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US Holds Firm on Issue of 1915 Massacre of Armenians by Ottoman Turks

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The mass killing of Armenians by Ottoman Turks beginning in 1915 remains an emotional issue. A major U.S. congressional panel has described the massacre as genocide. In this report from Washington, Senior Correspondent André de Nesnera looks at the ramifications of the congressional action for the Obama administration.

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A majority of scholars and historians agree that the massacre of an estimated one million Armenians during World War I constitutes genocide as defined by the 1948 United Nations Convention on Genocide. The text defines genocide as the intentional killing of all or part of a designated people defined by their faith, their race, their ethnicity or their nationality.

However as Ronald Suny with the University of Chicago explains, the Turkish government has a diametrically opposed view.

"Turkey rejects the notion of genocide - actually the word or the term 'genocide.' They have acknowledged that there were deportations - there is no question about that - and that there were massacres and killings. What they deny is that the massacres and killings were intentionally organized and carried out by the government - and that the killings were anything more than collateral damage," he said.

Turkey rejects use of "genocide"

Roger Smith, a co-founder of the International Association of Genocide Scholars, says many Turks refuse to use the word 'genocide.'

"I worked with some Turkish scholars and these are people who would be considered liberals and so on - but even they really kind of shy away from using the word 'genocide.' They will talk about massacres - you lay all of these things out and they say yeah, yeah, yeah, this happened, okay - well no, I don't want to use that word. So there is this emotional antipathy to pronouncing what people now almost jokingly call the 'G' word," he said.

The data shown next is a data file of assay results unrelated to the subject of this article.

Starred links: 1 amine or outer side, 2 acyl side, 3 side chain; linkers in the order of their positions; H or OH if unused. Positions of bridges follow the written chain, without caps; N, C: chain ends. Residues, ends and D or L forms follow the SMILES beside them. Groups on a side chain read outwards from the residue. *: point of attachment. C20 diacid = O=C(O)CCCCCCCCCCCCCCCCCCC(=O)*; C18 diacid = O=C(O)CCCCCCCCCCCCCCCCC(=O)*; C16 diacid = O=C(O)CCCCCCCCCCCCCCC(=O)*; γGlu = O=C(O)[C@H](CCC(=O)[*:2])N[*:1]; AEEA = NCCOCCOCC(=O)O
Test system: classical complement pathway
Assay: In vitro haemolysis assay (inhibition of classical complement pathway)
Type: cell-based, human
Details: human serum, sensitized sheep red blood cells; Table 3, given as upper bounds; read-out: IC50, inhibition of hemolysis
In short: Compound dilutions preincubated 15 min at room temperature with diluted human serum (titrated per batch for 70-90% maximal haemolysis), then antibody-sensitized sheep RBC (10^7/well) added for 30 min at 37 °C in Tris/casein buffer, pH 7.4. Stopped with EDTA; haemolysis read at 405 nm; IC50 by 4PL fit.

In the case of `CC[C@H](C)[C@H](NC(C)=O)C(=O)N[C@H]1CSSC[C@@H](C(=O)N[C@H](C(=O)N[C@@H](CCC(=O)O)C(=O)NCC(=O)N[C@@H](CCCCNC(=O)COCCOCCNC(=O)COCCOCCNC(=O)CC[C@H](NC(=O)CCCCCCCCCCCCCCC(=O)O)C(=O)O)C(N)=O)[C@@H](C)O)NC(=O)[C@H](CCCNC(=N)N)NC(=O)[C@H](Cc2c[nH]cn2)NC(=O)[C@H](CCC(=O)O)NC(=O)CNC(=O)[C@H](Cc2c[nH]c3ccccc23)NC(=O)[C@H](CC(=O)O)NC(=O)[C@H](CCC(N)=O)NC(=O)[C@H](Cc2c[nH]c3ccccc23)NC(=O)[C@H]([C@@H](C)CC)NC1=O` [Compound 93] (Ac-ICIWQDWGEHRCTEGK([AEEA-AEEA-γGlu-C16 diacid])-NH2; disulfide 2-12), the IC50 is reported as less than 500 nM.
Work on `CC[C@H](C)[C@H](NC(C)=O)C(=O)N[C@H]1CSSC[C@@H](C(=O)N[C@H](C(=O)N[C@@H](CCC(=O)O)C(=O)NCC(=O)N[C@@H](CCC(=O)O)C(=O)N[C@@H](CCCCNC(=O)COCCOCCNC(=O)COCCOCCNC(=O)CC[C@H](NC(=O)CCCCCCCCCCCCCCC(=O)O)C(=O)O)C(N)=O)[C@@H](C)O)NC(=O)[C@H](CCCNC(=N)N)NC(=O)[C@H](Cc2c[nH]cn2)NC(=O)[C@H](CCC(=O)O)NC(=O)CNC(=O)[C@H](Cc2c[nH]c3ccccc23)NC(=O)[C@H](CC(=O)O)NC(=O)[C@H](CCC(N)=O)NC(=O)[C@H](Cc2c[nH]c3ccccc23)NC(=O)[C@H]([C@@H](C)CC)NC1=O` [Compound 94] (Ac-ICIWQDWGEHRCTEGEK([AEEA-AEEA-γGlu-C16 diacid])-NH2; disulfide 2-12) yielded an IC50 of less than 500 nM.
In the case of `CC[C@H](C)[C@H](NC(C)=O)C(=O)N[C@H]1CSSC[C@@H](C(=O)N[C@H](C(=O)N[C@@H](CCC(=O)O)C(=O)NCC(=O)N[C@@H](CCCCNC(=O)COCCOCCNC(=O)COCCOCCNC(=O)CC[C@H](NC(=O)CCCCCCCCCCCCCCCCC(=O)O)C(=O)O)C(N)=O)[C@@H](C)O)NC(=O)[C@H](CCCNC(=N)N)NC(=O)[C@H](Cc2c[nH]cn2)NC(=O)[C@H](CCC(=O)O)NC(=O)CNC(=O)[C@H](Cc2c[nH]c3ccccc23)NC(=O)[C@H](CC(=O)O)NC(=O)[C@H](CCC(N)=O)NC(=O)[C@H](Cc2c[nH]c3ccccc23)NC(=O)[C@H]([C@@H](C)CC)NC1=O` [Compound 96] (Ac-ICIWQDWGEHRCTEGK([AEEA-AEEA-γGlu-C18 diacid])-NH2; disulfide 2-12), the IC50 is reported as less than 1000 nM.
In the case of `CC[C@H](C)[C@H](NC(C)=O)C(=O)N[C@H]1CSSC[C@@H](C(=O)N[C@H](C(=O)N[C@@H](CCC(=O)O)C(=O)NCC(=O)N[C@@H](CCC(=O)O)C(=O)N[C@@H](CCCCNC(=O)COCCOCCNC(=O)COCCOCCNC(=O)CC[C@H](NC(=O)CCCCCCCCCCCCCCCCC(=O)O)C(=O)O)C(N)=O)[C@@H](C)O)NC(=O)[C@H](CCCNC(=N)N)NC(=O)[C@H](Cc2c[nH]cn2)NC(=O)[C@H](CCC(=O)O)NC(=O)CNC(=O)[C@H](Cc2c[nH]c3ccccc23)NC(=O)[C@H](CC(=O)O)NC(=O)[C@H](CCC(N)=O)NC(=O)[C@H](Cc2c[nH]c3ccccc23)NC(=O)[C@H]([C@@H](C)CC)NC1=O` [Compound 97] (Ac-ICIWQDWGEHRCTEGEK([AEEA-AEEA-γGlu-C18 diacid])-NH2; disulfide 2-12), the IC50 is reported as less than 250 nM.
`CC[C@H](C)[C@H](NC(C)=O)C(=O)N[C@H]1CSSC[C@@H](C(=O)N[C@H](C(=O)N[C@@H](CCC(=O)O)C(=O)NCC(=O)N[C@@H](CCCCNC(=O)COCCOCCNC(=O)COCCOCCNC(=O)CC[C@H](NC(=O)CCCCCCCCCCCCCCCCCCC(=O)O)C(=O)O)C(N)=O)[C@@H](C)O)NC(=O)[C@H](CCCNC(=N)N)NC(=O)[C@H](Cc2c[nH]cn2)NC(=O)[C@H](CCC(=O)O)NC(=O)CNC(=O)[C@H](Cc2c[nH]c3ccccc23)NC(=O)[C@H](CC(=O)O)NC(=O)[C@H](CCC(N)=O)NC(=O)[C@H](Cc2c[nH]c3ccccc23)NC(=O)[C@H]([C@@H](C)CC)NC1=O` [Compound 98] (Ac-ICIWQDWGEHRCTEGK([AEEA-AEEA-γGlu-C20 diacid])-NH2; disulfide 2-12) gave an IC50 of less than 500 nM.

Smith says Turkey's position is difficult to sustain. "Turkey's persistent denial and inability to face, or unwillingness to face up to its history is very disruptive in all kinds of ways - in terms of international relations, in terms of its own internal politics - and it also prevents it from really recognizing how do you deal with minorities," he said.

Recently the U.S. House of Representatives Foreign Affairs Committee passed a non-binding resolution recommending that President Barack Obama recognize the 1915 killings of Armenians by Ottoman Turks as genocide.

Obama administration's position

The Obama administration opposed the resolution. After the measure passed, Secretary of State Hillary Clinton said the administration does not believe the full House of Representatives will or should vote on the resolution.

Turkey immediately recalled its ambassador to Ankara for consultations. And Turkey's Prime Minister Recep Tayyip Erdogan indicated he might not attend a mid-April nuclear energy summit in Washington hosted by President Obama.

About 20 countries - including France, Canada, Russia, the Netherlands, Sweden - have recognized the Armenian massacre as genocide.

"What's startling is that two important countries have not recognized it - the United States, repeatedly, because of its alliance with Turkey, its strategic interest in the region, its need for Turkey as a NATO ally, in its war against Iraq, has not recognized it. And secondly Israel, even though itself, its people originally suffered a great holocaust - the great genocide of World War II - has not recognized it, again for strategic reasons, its connection with Turkey." said Ronald Suny with the University of Chicago.

Suny and others point out that President Obama has changed his position. "Every presidential candidate, including President Obama, when they were campaigning, stated declaratively, clearly, fervently that they would recognize the genocide. Once they take power, of course, then these strategic security interests come into play and historical decisions, the historical truths have to be put aside. It's sad, but that's the case," he said.

Many experts say the resolution by the House Foreign Affairs Committee puts President Obama in an awkward position. But many analysts also say that may be a temporary situation, because they don't expect the measure to be taken up by the full House of Representatives.

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